April 12, 2021

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More than 475,000 people have died in the US from coronavirus

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A closed public school is seen in New Orleans, Louisiana, on January 5.
A closed public school is seen in New Orleans, Louisiana, on January 5. Lan Wei/Xinhua/Getty Images

Students in the United States could see their lifelong earnings cut by an average of 6% to 9% unless schools are able to make up for learning losses incurred during the pandemic, a Stanford University professor warned on Thursday.

“We really don’t know how much harm has yet been caused by this, because it’s not over,” said Eric Hanushek, Paul and Jean Hanna senior fellow at Stanford University’s Hoover Institution.

Hanushek’s remarks came during the Massachusetts Institute of Technology’s Covid-19 Challenges and Opportunities in K-12 Education summit.

“But we do know is that there is a growing cost over time of remote learning and the hybrid systems we have and the lack of actual in-class teaching as we knew it in 2019,” Hanushek said.

In August 2020, Eric Hanushek estimated that students from first grade through 12th grade would, on average, lose about 3% of their previously predicted lifelong earnings. That was if all schools returned to normal in September.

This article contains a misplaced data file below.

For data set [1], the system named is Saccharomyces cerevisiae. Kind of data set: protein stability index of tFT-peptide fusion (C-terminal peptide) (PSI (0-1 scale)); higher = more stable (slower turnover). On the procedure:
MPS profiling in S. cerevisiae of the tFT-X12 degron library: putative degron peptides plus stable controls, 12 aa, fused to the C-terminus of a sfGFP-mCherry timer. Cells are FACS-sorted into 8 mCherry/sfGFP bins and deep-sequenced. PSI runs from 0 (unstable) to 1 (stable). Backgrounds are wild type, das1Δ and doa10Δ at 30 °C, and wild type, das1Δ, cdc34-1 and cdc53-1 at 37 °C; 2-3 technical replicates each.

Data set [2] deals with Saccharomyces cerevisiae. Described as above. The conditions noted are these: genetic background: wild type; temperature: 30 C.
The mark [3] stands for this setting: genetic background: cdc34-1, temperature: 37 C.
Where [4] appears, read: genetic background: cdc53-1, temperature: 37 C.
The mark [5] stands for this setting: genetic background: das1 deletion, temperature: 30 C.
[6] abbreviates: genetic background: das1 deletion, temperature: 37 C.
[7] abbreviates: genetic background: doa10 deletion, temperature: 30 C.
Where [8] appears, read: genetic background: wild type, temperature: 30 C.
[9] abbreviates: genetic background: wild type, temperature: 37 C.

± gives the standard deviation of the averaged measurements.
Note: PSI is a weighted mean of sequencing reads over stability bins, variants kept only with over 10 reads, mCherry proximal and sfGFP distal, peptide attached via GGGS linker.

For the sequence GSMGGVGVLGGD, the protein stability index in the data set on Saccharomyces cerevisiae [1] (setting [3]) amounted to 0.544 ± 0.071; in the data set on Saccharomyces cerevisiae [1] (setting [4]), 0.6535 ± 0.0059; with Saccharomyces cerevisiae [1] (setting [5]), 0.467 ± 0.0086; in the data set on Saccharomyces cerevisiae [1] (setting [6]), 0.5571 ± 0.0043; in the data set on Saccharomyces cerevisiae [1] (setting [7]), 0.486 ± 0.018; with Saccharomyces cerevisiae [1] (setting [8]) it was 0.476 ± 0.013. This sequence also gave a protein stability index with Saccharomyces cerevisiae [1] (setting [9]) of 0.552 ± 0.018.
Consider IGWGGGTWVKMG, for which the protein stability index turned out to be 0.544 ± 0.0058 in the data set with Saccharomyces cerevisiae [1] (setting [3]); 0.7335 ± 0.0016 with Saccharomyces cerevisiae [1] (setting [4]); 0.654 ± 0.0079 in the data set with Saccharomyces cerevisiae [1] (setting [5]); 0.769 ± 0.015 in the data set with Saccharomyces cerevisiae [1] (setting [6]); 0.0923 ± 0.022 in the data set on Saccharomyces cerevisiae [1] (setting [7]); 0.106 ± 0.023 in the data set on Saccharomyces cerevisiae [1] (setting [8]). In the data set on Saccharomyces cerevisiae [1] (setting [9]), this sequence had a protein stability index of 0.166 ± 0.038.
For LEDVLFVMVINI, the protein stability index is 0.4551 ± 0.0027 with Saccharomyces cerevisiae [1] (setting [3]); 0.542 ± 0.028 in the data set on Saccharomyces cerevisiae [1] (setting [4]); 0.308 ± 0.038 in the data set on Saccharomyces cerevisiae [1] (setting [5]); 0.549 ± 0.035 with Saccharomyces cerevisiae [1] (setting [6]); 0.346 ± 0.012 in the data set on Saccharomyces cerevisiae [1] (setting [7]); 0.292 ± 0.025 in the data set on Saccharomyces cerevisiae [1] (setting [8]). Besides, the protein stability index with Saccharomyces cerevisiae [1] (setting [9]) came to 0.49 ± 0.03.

Of course, they didn’t. Now, he estimates that it will average to be between 6% and 9% — though that average doesn’t reflect how kids with less money and fewer resources will likely suffer more.

Hanushek compared the pandemic to other historical moments where students were out of normal schooling for long periods of time.

Students during Argentina’s school strikes or post-war Germany suffered economic losses that marked them decades later, he said.

That spells serious problems for the United States’ gross domestic product. In August 2020, Hanushek predicted that GDP would be 1.5% lower on average every year for the rest of the 21st century.

Now, he estimates that it will be 3% to 4% percent lower for the rest of the century.

That can’t be remedied by returning to 2019 education methods whenever the pandemic ends, he warned. Instead, America’s education system has to make up for the learning loss.

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